MHRA gives OK to Bavencio for first-line maintenance of advanced bladder cancer via the Early Access to Medicines Scheme

pharmafile | September 3, 2020 | News story | Sales and Marketing Bavencio, MHRA, Merck, Pfizer, UK, eams, pharma 

It has been revealed that Bavencio (avelumab), jointly developed by Merck KGaA and Pfizer, has been approved by the UK Medicines and Healthcare Products Regulatory Agency (MHRA) for use via the Early Access to Medicines Scheme (EAMS) in the first-line treatment of advanced or metastatic bladder cancer, after confirming a positive benefit-risk profile for the therapy.

Specifically, the approval concerns the first-line maintenance of locally advanced or metastatic urothelial carcinoma in patients whose disease has not progressed after receiving first-line platinum-containing chemotherapy.

Phase 3 data in support of the decision was gathered from patients after they had received four to six cycles of best supportive care (BSC) – either gemcitabine plus cisplatin or carboplatin chemotherapy – over a four-month period. It was shown that, when combined with BSC, Bavencio extended median overall survival (OS) by 7.1 months to 21.4 months, compared to when it was used as a monotherapy, representing a reduction of 31% in risk of death among the examined patient population.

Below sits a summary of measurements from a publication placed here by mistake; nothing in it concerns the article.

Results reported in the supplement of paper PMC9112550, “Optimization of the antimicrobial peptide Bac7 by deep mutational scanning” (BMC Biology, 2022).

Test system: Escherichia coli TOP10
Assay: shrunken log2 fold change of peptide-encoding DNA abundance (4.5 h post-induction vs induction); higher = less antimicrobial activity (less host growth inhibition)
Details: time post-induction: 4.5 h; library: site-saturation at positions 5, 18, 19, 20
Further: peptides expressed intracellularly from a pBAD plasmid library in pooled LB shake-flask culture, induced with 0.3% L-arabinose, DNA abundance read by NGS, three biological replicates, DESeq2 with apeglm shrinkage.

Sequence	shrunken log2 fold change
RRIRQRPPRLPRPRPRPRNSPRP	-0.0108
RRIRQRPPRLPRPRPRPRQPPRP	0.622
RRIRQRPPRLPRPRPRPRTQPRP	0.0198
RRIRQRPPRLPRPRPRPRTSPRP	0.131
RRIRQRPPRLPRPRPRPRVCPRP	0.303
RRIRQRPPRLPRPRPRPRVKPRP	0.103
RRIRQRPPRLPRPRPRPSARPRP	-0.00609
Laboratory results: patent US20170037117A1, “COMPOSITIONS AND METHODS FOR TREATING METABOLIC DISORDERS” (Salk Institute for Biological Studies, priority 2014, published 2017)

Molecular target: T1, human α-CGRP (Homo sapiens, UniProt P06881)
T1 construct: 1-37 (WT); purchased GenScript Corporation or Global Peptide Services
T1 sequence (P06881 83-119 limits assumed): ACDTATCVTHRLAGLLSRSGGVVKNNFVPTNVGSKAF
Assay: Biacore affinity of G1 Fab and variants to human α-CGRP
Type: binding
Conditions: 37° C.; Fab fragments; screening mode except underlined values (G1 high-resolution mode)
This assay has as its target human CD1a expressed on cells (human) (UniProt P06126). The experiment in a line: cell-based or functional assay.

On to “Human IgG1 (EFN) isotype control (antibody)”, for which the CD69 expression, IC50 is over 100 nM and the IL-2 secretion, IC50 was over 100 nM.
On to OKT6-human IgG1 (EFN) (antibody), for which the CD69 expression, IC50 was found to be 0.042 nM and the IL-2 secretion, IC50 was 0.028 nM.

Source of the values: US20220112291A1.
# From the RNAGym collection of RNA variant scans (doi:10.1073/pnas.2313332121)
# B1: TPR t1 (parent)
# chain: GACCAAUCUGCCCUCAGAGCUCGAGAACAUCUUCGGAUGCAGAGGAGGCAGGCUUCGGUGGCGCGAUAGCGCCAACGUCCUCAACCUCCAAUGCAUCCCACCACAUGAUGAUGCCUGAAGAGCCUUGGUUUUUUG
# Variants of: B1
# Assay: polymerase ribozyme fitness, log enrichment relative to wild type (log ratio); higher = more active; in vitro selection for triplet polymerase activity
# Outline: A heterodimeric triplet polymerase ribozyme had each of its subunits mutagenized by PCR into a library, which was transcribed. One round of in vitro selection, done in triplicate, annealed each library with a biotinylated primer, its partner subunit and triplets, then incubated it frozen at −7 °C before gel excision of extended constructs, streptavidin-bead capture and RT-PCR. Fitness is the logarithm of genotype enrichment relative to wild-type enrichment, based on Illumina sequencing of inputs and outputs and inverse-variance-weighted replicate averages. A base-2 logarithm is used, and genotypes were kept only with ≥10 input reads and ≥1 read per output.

In patients who receive platinum-based chemotherapy alone as BSC in this indication, many see their disease progress within nine months of the initial dose, while the survival rate of five years or more with metastatic disease is just 5%.

“Bladder cancer is the eleventh most common cancer in the UK, with urothelial carcinoma being the most common type of bladder cancer, accounting for 90% of all cases,” explained Dr Mike England, Medical Director at Merck UK & Ireland. However, treatment options are limited and survival rates are poor. Therefore, we are delighted by the MHRA’s positive decision to provide early access to avelumab, as there is a significant unmet need in this therapy area for new treatment options for these patients. We believe this is a major advance in the existing standard of care and will improve patient outcomes.”

Matt Fellows

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